Mimom asks:

How do I handle my daughter's mood swings and constant nagging to have her way?

Our daughter does great in school and has a good group of friends.  The problem is you never know how she will react to a comment or question.  She is either happy and loves yo to death, lovable and wants to be by your side hugging you, or she won't even look at you.  The one-word answers are annoying, the constant need to prove you wrong and get her way is driving us crazy.  We say no to a sleepover and she haunts and haunts until she gets her way.  I know we should not give in.  Help me... what can we do?
In Topics: Discipline and behavior challenges
> 60 days ago



Mar 21, 2008
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What the Expert Says:

This sounds like a very frustrating experience. How old is your daughter? Has she always had difficulties with her mood or is this a relatively new development? In my mind, the answers to your questions point to different factors that may be influencing her behavior.

However, at this time, I can affirm what you already know. It is very, very important that you and your partner apply loving, but firm and consistent parenting. You mention that she complains and harasses you when she receives an undesirable consequence and that you eventually give in. It is absolutely imperative that you do not give in when it comes to consequences. You are unintentionally reinforcing her complaining and she is not learning the necessary lessons from her inappropriate behavior. And, perhaps more importantly, you are teaching her that SHE is in charge. She is learning that she has more power and influence than you because she can influence your behavior. It is actually quite scary for children in circumstances like this to discover that they are more powerful than their parents. To a child, the world is a big, scary place, and it is quite frightening to be in charge. As a result, children in this position are prone to act out due to anxiety and the stress of carrying this burden.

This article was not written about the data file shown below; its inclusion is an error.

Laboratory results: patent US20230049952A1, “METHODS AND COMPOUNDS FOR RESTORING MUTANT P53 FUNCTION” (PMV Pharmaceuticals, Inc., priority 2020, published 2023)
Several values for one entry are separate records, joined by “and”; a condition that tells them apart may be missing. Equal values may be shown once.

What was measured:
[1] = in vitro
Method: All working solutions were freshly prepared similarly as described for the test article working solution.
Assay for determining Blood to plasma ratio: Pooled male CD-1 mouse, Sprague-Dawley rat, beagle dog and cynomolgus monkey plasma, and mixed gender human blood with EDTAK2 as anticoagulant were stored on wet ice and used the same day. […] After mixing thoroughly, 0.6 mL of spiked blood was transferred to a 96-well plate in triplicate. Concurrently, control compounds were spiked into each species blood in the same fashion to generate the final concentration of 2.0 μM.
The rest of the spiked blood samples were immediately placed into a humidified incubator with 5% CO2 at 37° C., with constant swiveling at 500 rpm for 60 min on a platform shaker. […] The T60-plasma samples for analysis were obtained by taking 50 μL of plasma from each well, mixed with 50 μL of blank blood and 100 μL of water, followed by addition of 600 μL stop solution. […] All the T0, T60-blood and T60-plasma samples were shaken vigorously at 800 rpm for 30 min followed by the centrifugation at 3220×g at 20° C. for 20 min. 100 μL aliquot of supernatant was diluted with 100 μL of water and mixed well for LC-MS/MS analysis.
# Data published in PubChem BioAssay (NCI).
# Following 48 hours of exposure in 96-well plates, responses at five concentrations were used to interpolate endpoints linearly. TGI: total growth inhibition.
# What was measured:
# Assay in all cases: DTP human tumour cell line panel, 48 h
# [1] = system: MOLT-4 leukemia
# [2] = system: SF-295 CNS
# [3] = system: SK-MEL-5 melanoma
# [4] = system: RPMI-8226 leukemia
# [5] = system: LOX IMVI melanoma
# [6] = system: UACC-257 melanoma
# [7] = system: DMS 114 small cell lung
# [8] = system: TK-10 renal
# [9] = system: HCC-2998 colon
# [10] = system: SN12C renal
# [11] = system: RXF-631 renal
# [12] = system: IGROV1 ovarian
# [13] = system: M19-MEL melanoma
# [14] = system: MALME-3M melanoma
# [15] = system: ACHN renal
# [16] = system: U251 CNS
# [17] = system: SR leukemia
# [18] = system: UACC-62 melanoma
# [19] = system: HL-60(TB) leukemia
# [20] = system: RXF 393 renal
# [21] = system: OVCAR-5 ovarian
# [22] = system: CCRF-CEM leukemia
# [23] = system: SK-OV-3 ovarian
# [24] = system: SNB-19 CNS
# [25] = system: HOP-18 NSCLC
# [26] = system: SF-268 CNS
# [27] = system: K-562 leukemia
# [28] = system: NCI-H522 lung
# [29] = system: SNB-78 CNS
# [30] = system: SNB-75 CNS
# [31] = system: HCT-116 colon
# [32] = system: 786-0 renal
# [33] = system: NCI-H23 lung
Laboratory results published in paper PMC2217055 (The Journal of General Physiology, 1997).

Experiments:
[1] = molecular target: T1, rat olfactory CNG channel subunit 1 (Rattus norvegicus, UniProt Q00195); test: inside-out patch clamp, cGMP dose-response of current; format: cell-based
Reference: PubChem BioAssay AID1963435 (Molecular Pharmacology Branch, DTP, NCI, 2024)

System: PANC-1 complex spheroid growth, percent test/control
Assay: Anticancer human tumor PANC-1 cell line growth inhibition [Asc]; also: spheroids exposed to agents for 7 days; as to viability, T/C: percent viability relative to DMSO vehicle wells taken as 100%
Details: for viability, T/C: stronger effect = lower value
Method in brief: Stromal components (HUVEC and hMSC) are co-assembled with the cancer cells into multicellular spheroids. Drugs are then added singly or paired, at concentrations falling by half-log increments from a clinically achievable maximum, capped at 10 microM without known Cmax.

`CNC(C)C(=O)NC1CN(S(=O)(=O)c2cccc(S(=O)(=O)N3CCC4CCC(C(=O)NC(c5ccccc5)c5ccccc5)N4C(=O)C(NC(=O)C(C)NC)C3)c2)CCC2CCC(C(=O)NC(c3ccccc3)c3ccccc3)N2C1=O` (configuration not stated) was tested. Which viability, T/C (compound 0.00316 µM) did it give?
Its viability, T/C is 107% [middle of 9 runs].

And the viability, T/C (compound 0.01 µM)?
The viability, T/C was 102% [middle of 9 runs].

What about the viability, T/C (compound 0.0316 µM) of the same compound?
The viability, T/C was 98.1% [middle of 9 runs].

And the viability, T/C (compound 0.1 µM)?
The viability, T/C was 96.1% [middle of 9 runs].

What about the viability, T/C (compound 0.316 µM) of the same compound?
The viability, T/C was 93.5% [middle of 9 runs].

Thus, you are actually doing your daughter a huge favor by setting up a structured environment with rules and firm consequences. It is a relief for children to find that their parents are in charge. She will most likely continue to complain and whine when she receives consequences (it may even intensify for a short period of time as she discovers that you are really serious), but she will eventually settle down and behave more appropriately.

So, listen to your instinct. If your instinct tells you that you should not give in, do your best to remain firm. You are actually helping your daughter by doing this very difficult part of parenting. Good luck!

L. Compian, Ph.D.
Education.com Team

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